Juggling Fire, Blindfolded

Juggling Fire, Blindfolded

by Eric Evans

Selections:
Leave The PearlsJuggling Fire, BlindfoldedWhat Once Is Is Now WasThe MacPherson ThingThe Good PressYour George Bailey Moment

Leave The Pearls

Discard that dress, I want to say
to her, let me peel away the husk
of the day as I peel away your slip,
sliding it past hips in a sudden
rotation, clockwise and spinning
me like a planet off its axis,
free of gravity's tyrannical
pull.
      No, I want to mummer into
her neck, leave the pearls and rings
but lose the rest, lose sight of
time and space and the error of
our ways, let the doorbell chime,
let the phone ring, let dinner
sizzle and burn, let the world
fend for its own inhospitable
self
      Remove, my look suggests,
every last barrier that keeps me
from your magnificence but the
impulse falls short as there are
eyes at the window, a nudge at
the door, a buzz in the air and the
steady howl of hungry mouths yet
to be fed.

Juggling Fire, Blindfolded

As the government of her nerves
falls into open revolt, I have nothing
I'm told, but patience and humor
to combat the mutiny at hand, the
coup of chaos over desire, her
womb palace stormed by the armies
of imbalance with troops along
the border securing the perimeter,
guarding the interior, aware of
the slightest breach, the smallest
advance, each shot across the bow
batted down with haste and force.

As the government of her nerves
sputters and starts and sputters
again with a logic of its own design,
I will dance and sing and juggle
fire, blindfolded, if only for a
momentary pause in the freefall
of her scrambled thoughts, plucking
them with delicacy and care like
negotiations in a minefield, giving
voice to the constituency of each
extremity and limb, searching for
the wiser counsel of her body
politic, grateful for any sense
with the will to present itself.

What Once Is Is Now Was

What once is is now was
what once did is now does
what once wished is now fact
what once whole is now cracked

what once cracked now to mend
what once taken now to tend
what once known now a guess
what once East is now West

what once West now turns North
what once first now comes fourth
what once urgent now on pause
what once simple yields to awe

what once awed now commonplace
what once hidden leaves its trace
what once sour finds its sweet
and what once strange extends to greet

The MacPherson Thing

The MacPherson thing is alive,
an organism to reckon with,
genetic and hard-wired, fused to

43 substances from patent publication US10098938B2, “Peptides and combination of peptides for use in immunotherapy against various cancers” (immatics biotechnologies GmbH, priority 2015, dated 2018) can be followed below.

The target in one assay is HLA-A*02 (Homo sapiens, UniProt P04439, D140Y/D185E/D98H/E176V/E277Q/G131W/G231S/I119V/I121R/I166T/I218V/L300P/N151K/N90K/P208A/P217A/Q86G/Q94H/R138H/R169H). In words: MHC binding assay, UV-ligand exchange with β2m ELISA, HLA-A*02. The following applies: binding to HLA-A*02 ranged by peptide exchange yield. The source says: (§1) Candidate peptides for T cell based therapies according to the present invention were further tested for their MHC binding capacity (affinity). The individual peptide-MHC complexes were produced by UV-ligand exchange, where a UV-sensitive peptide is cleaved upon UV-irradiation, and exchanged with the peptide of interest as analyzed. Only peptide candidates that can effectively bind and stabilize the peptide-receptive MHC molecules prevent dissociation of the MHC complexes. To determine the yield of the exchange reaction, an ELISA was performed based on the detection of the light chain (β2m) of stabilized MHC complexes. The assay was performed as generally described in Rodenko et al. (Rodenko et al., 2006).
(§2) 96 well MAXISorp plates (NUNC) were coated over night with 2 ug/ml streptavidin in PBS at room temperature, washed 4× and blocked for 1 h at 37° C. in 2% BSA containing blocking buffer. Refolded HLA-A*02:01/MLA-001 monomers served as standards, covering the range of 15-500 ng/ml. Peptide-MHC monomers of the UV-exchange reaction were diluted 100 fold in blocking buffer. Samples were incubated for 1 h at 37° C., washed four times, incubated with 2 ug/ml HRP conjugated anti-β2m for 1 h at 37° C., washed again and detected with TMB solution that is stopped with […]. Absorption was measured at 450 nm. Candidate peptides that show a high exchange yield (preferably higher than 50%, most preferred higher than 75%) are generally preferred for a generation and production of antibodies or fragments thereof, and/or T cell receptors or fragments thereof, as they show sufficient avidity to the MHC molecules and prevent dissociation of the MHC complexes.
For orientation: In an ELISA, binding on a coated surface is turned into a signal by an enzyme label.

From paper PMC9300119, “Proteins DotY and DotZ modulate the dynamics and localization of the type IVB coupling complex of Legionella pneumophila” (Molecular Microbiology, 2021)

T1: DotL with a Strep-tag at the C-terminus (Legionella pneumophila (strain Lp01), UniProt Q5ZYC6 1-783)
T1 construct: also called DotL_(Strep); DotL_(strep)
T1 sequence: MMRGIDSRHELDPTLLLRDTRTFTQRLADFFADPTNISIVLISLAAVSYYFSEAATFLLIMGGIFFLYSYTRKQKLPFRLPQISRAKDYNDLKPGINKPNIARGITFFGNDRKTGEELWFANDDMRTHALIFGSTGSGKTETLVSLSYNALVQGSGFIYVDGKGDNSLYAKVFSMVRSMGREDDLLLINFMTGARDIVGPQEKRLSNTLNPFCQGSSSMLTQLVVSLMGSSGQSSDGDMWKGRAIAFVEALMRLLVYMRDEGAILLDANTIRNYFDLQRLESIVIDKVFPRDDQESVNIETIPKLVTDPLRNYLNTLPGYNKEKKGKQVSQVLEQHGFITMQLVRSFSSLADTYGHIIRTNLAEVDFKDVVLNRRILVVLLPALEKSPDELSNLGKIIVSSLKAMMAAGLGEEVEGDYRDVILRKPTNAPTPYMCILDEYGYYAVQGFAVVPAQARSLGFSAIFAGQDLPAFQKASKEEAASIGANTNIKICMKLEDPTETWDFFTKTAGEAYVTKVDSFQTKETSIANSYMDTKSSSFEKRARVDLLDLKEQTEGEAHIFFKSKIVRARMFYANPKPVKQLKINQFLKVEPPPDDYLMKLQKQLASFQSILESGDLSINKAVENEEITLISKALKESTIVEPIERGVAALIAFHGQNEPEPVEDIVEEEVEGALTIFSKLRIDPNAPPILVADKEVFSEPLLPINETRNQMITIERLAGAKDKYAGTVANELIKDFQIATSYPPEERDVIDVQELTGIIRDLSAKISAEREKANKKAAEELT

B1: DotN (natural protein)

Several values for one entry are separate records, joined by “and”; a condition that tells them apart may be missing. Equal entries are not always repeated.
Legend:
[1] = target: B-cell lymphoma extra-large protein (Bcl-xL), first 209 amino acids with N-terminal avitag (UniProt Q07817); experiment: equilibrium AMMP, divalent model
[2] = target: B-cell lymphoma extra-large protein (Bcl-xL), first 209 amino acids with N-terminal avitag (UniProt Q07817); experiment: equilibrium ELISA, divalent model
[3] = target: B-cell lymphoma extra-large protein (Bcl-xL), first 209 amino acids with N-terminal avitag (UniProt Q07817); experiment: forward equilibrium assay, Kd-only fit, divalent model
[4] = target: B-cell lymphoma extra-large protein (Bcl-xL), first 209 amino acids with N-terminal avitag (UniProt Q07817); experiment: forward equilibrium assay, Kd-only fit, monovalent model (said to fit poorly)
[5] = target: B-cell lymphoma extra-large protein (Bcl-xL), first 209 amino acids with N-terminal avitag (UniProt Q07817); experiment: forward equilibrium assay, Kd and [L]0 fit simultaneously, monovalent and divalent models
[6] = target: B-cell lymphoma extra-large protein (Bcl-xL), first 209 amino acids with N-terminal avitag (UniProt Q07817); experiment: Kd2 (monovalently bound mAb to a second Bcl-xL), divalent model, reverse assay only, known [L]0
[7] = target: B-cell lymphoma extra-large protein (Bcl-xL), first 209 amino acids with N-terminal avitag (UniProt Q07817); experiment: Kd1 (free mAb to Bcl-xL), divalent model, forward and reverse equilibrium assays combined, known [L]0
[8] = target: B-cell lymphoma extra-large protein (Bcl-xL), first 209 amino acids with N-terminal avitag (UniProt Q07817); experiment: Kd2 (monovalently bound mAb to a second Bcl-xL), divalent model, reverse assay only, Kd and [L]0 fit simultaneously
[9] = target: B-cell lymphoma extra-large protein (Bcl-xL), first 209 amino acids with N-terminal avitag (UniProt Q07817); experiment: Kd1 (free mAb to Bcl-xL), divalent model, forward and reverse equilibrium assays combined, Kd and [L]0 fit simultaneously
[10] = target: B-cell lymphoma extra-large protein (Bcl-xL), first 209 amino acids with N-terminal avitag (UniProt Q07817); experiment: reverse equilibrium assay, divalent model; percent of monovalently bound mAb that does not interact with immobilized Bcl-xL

her DNA like eye color and blood
type, an heirloom of certainty,
rightness assumed.

The MacPherson thing calls its
own shots, ninety-seven percent
sure of itself and not so concerned
with the other three, of little
consequence with those kinds
of odds to play.

The MacPherson thing doesn't need
popular support, doesn't need
to campaign for your vote, doesn't
need to shake your hand or kiss
your babies although it will
when the spirit moves - and
it often does.

The MacPherson thing is comrade
and enemy, friend and foe, enviable
in surplus yet indifferent to your
envy, goodness and betterment
its frequent cause but exhausting
when you choose to sidestep the
intent of its benevolent aim.

The Good Press

Look, we'll all cause some wreckage
over time, break a tooth or an arm
or a heart, all succumb to our
certain blindness, fall victim
to the good press, believe in our
fractured fairytales.
                              The least we
can do is survey the damage and
claim it as our own, set the chairs
back upright and settle up the
bill, and maybe with time and luck
and grace we can sit in those chairs,
one day,
              at a table heavy with food
and drink and remark on the health
of the fixed tooth or the casted
arm, admire the stitched and faded
scar of the mended heart, the muscle
made all the stronger for the
regrettable abuse.

Your George Bailey Moment

At twenty-three, you'll have your
George Bailey moment and earnestly
promise Mary a lassoed moon, never
once considering the impossibility
of delivery, never once appreciating
what you've just done.

At thirty-three, you'll have that
quiet, unsettled moment of inventory,
the long-coming realization that
there will never be enough rope to
pull the damn thing from the sky,
that the moon will keep its stubborn
distance from your youthful vow,

And at forty-three, you'll finally
get the obvious point, that it was
never the moon that she wanted
but just the moment instead, the
closed eyes and interlocked hands
as you stood beneath and enjoyed
its light all the same.